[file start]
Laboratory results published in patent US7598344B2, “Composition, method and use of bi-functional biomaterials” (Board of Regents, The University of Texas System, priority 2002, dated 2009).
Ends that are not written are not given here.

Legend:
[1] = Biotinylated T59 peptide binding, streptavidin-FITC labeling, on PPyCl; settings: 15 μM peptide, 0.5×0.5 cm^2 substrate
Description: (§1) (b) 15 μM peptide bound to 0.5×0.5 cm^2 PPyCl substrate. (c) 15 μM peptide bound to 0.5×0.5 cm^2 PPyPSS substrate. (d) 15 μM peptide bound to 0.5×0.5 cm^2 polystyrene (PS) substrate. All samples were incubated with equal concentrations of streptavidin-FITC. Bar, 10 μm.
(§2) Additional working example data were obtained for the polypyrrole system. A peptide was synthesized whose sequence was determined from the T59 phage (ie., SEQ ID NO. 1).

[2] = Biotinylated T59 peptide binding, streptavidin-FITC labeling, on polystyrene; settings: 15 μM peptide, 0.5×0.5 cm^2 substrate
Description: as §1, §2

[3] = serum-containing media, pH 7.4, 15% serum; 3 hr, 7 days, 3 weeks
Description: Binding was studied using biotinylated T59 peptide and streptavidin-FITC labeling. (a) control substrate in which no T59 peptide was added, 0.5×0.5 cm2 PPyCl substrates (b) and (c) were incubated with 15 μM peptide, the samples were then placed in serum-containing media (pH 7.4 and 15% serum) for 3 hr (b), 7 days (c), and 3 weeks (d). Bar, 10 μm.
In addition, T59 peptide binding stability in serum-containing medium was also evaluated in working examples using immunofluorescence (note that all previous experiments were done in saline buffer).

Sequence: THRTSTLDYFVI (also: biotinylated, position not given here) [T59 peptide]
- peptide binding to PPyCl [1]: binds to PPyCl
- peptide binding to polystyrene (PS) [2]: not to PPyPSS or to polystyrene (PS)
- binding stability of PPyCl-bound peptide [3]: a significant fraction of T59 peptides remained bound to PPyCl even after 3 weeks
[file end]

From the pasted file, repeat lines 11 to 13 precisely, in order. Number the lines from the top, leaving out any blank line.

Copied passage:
In addition, T59 peptide binding stability in serum-containing medium was also evaluated in working examples using immunofluorescence (note that all previous experiments were done in saline buffer).

Sequence: THRTSTLDYFVI (also: biotinylated, position not given here) [T59 peptide]
- peptide binding to PPyCl [1]: binds to PPyCl